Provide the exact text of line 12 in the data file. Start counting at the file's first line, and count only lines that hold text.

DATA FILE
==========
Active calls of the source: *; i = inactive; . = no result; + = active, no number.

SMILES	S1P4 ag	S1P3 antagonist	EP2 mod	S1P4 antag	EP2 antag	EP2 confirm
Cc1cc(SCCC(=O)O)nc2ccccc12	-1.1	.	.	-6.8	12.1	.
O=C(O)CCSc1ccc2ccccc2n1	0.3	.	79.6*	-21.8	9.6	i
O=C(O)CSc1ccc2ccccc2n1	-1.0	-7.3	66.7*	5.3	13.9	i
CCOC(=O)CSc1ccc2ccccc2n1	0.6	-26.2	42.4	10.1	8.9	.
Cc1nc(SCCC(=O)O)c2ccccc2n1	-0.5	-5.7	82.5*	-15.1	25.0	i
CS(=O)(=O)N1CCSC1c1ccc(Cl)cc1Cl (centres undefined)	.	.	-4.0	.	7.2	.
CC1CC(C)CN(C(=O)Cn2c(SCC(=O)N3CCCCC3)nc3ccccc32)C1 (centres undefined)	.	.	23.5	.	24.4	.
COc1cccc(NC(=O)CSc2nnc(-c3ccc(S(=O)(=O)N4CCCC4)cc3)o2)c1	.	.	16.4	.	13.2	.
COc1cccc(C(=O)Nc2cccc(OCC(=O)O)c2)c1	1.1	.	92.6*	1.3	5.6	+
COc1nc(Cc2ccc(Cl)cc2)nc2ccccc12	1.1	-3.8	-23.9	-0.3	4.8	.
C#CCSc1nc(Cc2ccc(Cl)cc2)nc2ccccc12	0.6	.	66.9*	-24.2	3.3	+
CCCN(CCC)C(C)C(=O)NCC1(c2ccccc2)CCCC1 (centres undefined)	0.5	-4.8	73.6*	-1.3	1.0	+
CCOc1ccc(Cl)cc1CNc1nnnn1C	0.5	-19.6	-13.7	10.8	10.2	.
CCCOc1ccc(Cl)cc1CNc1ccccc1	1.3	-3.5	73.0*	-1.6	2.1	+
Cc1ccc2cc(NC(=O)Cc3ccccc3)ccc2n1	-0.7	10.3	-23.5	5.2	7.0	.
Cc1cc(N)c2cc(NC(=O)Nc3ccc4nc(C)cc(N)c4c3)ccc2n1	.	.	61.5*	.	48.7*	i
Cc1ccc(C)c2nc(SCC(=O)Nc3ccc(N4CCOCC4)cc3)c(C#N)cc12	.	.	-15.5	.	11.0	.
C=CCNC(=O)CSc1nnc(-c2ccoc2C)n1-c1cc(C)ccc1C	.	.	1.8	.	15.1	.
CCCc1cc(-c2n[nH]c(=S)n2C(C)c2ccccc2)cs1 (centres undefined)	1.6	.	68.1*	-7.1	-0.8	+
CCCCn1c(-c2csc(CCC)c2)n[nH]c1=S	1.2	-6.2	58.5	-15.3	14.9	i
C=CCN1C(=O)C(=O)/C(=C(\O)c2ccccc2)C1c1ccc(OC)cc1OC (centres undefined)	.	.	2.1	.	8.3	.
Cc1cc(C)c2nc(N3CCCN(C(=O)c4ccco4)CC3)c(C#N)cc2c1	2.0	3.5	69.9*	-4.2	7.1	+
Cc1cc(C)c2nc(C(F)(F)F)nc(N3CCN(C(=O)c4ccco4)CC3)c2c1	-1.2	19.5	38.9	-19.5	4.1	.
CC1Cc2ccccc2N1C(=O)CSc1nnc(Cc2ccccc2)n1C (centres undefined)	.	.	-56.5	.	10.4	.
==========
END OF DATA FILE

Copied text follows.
COc1nc(Cc2ccc(Cl)cc2)nc2ccccc12	1.1	-3.8	-23.9	-0.3	4.8	.